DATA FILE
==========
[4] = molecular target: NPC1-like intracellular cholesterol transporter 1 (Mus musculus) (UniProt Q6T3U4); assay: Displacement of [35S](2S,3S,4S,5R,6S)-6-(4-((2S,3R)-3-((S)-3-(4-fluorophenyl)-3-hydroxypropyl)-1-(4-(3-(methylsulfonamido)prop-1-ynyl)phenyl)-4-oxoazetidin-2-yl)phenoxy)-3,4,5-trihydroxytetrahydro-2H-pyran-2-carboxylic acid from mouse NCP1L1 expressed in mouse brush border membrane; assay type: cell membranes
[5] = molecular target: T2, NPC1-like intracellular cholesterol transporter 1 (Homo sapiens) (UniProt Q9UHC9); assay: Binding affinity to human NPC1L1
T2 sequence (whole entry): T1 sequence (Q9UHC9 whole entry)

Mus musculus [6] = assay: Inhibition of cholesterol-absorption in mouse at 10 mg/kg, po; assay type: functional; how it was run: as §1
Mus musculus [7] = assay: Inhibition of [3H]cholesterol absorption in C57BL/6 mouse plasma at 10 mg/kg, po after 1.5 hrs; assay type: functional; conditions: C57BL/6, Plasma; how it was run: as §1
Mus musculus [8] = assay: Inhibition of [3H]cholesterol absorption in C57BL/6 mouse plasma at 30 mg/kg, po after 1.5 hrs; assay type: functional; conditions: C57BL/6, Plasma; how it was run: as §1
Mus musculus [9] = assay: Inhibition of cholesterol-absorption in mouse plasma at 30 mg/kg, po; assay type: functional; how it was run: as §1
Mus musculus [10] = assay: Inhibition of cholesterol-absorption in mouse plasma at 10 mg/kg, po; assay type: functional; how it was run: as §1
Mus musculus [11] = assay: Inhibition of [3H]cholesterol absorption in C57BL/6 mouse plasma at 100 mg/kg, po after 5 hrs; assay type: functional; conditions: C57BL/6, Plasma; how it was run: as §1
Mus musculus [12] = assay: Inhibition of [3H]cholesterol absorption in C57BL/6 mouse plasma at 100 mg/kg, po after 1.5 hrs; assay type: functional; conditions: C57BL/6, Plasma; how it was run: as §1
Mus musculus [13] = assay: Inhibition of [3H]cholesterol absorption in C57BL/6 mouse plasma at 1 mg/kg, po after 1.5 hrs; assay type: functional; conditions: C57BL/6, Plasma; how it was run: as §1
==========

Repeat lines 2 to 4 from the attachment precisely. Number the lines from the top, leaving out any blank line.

[5] = molecular target: T2, NPC1-like intracellular cholesterol transporter 1 (Homo sapiens) (UniProt Q9UHC9); assay: Binding affinity to human NPC1L1
T2 sequence (whole entry): T1 sequence (Q9UHC9 whole entry)

Mus musculus [6] = assay: Inhibition of cholesterol-absorption in mouse at 10 mg/kg, po; assay type: functional; how it was run: as §1